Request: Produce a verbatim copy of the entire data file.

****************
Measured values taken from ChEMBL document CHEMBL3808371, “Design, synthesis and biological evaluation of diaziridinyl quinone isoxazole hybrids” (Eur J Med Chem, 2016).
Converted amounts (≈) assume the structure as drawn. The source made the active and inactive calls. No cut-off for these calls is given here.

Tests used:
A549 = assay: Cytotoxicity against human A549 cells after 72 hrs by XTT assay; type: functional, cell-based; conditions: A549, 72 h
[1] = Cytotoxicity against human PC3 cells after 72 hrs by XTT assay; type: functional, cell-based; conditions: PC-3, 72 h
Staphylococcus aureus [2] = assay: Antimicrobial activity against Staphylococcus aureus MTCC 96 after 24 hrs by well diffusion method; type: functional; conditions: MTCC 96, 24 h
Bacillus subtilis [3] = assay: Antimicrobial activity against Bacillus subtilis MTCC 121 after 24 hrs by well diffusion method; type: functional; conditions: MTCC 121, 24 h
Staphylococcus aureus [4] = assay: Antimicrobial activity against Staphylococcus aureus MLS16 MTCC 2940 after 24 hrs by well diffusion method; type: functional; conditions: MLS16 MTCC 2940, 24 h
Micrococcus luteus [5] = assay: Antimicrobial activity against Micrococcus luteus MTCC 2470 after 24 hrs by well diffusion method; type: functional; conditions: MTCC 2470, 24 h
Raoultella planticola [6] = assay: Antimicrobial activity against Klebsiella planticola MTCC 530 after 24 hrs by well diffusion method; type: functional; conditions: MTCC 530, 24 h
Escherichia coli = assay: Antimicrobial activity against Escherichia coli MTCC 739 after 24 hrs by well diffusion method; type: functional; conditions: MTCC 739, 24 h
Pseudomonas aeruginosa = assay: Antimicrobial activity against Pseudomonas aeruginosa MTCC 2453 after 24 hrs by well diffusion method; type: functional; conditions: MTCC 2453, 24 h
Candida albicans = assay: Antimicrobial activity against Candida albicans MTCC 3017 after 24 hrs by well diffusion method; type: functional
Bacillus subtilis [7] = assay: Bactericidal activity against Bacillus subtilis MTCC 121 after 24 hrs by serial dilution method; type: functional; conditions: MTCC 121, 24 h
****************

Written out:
Measured values taken from ChEMBL document CHEMBL3808371, “Design, synthesis and biological evaluation of diaziridinyl quinone isoxazole hybrids” (Eur J Med Chem, 2016).
Converted amounts (≈) assume the structure as drawn. The source made the active and inactive calls. No cut-off for these calls is given here.

Tests used:
A549 = assay: Cytotoxicity against human A549 cells after 72 hrs by XTT assay; type: functional, cell-based; conditions: A549, 72 h
[1] = Cytotoxicity against human PC3 cells after 72 hrs by XTT assay; type: functional, cell-based; conditions: PC-3, 72 h
Staphylococcus aureus [2] = assay: Antimicrobial activity against Staphylococcus aureus MTCC 96 after 24 hrs by well diffusion method; type: functional; conditions: MTCC 96, 24 h
Bacillus subtilis [3] = assay: Antimicrobial activity against Bacillus subtilis MTCC 121 after 24 hrs by well diffusion method; type: functional; conditions: MTCC 121, 24 h
Staphylococcus aureus [4] = assay: Antimicrobial activity against Staphylococcus aureus MLS16 MTCC 2940 after 24 hrs by well diffusion method; type: functional; conditions: MLS16 MTCC 2940, 24 h
Micrococcus luteus [5] = assay: Antimicrobial activity against Micrococcus luteus MTCC 2470 after 24 hrs by well diffusion method; type: functional; conditions: MTCC 2470, 24 h
Raoultella planticola [6] = assay: Antimicrobial activity against Klebsiella planticola MTCC 530 after 24 hrs by well diffusion method; type: functional; conditions: MTCC 530, 24 h
Escherichia coli = assay: Antimicrobial activity against Escherichia coli MTCC 739 after 24 hrs by well diffusion method; type: functional; conditions: MTCC 739, 24 h
Pseudomonas aeruginosa = assay: Antimicrobial activity against Pseudomonas aeruginosa MTCC 2453 after 24 hrs by well diffusion method; type: functional; conditions: MTCC 2453, 24 h
Candida albicans = assay: Antimicrobial activity against Candida albicans MTCC 3017 after 24 hrs by well diffusion method; type: functional
Bacillus subtilis [7] = assay: Bactericidal activity against Bacillus subtilis MTCC 121 after 24 hrs by serial dilution method; type: functional; conditions: MTCC 121, 24 h